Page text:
|People with diabetes are more susceptible to illness than those without the condition and are encouraged to get an annual flu vaccine as well as the one-time pneumococcal vaccine. Talk to your health care provider to make sure your vaccinations are up to date.|
It’s that time of year again. Stuffy noses, scratchy throats, upset tummies, and splitting headaches can send even the most stoic among us to the local drugstore for a magic pill to take away the pain. The fluorescent aisles of brightly colored bottles promising fast relief can seem daunting. Are all over-the-counter cold and flu meds safe for people with diabetes?
Most experts agree that most people with diabetes can feel free to select whatever over-the-counter (OTC) product works best for them, so long as the medication is taken as directed. At the same time, everyone is different so it’s important to shop smart to ensure a quick and safe recovery from this season’s infections.
Decongestants. Pseudoepinephrine, the decongestant found in OTC products kept behind the pharmacist’s counter, and phenylephrine are both related to a hormone in the body called epinephrine. This “fight or flight” hormone opens up air passages, but it also increases blood glucose levels. “Either [decongestant] can aggravate blood glucose,” says Jerry Meece, RPh, FACA, CDE, director of clinical services at the Plaza Pharmacy and Wellness Center in Gainesville, Texas. “They tend to drive it up.” However, this doesn’t happen with everyone, says Keith Campbell, RPh, FASHP, FAPhA, CDE, a professor at Washington State University. “If you are one of the people who is majorly affected by decongestants, you will know when you check your blood [glucose],” says Campbell. Then, he says, people using insulin can adjust their doses to keep blood glucose under control. It may be best, however, to reach for a nasal spray to help clear up congestion without increasing blood glucose.
Cough Syrup. They’re syrups, so yes, they are typically full of sugar, but does that mean sugar-free syrup is necessary for people with diabetes? Because people take only a couple of teaspoons of syrup at a time, Meece says that “the sugar in cough syrup isn’t likely to affect blood glucose.” However, if sugar-free cough syrup isn’t overpriced, he sees no downside in using it.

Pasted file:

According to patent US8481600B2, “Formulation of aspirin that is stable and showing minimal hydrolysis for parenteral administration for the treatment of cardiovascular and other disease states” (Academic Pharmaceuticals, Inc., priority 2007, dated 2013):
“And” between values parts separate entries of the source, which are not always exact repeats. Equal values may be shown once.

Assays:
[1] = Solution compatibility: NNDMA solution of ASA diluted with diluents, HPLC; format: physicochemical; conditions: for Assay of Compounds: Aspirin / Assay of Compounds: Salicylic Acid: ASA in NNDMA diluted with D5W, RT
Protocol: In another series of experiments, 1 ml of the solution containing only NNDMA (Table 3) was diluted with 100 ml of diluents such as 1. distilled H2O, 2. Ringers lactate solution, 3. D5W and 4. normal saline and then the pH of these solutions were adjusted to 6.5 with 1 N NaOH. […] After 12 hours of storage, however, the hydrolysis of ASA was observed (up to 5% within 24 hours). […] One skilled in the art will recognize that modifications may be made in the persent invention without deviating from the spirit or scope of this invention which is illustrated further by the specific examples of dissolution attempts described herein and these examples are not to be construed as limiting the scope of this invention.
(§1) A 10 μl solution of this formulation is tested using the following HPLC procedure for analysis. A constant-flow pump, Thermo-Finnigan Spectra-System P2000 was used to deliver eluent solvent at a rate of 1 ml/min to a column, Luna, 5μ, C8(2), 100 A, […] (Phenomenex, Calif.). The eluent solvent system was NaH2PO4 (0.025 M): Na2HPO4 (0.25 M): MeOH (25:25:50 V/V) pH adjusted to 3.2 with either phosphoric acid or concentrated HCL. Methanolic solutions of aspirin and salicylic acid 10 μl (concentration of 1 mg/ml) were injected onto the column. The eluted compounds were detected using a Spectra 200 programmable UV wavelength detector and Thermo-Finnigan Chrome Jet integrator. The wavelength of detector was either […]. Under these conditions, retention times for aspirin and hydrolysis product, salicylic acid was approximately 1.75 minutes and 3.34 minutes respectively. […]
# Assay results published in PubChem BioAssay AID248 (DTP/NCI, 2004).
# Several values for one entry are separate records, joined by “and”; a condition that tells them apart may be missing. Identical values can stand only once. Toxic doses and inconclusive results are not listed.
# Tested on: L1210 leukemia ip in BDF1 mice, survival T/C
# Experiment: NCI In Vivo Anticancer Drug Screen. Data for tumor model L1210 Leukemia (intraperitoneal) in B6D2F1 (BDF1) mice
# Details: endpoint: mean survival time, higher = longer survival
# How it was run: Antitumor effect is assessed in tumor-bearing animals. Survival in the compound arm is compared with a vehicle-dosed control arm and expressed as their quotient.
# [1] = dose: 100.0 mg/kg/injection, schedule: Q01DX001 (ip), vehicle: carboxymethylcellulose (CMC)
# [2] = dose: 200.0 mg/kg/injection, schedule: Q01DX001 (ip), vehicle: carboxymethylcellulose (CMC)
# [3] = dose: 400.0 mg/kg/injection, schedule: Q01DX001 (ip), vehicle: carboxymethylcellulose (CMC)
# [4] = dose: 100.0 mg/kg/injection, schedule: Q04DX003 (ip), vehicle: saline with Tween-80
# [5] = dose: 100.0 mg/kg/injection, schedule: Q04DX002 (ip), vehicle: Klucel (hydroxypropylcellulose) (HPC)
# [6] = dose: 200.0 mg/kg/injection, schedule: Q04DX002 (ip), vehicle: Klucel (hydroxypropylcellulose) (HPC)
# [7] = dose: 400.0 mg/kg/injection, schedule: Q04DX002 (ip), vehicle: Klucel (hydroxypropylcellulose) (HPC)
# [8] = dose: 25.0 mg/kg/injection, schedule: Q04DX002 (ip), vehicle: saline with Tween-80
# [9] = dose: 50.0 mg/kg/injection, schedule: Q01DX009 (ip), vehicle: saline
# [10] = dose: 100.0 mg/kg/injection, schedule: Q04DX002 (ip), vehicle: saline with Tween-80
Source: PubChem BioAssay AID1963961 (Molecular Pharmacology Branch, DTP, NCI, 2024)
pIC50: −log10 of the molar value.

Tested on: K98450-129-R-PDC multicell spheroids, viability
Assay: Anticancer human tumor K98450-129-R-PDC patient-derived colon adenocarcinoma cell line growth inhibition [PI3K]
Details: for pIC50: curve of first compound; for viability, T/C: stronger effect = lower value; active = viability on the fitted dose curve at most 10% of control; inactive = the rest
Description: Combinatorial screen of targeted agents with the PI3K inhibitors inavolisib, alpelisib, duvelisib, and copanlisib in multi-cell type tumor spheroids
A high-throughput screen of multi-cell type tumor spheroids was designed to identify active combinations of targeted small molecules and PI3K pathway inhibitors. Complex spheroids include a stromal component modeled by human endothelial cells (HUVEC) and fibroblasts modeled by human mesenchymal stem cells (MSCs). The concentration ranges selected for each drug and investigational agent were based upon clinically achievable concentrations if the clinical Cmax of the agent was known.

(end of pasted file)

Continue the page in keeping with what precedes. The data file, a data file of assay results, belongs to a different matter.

Meter/Monitor Accuracy. There’s been concern that certain OTC medications can cause false blood glucose readings. “Ten years ago, as companies were changing the process by which they monitor glucose, several meters used a system that could be impacted by acetaminophen [the pain reliever in Tylenol and other medications], so they worried about that,” says Campbell. “I was on a couple of committees to look at that. The amount it changed wasn’t clinically significant.” So while OTC medications may cause meter measurements to be slightly off, in most people it’s not enough to make a significant difference. Makers of continuous glucose monitors warn that acetaminophen may affect the devices’ performance. Talk to your doctor if you have questions or concerns about your blood glucose readings.
|Zinc lozenges may shorten the duration and decrease the severity of the common cold; study results are mixed. But avoid zinc nasal gels, as they can dull your sense of smell.|
Test, Test, Test. While you’re ill, follow sick-day rules such as testing for ketones, checking blood glucose often, and getting lots of fluids (8 ounces per hour). Campbell says it’s important to keep in mind that some medications, such as antihistamines, can increase drowsiness, which may make it more difficult to drink enough fluids or test. Dehydration can drive up blood glucose levels, he says, so he encourages drinking water or sugar-free electrolyte beverages. Campbell also recommends keeping extra testing supplies at home, so that when a sick day comes, you’re ready.
Ask the Pharmacist. Don’t just wander around the drugstore dazed and confused. “When making these choices, this is a time to utilize a pharmacist,” says Meece. “This is what they are trained for.” Tell the pharmacist all your symptoms, what other medications you take, and about your diabetes, he says, so he or she can help you make the best choice.
Mind the Dose. “Some people think if some is good, more is better,” says Campbell, but with OTC medications, nothing could be further from the truth. He encourages people to read labels and follow dosing instructions. For example, acetaminophen, in high doses, is toxic to the liver. If you’re using more than one medication to treat symptoms, cut down on the risk of an overdose by checking the labels to make sure you’re not taking acetaminophen or other drugs from multiple sources.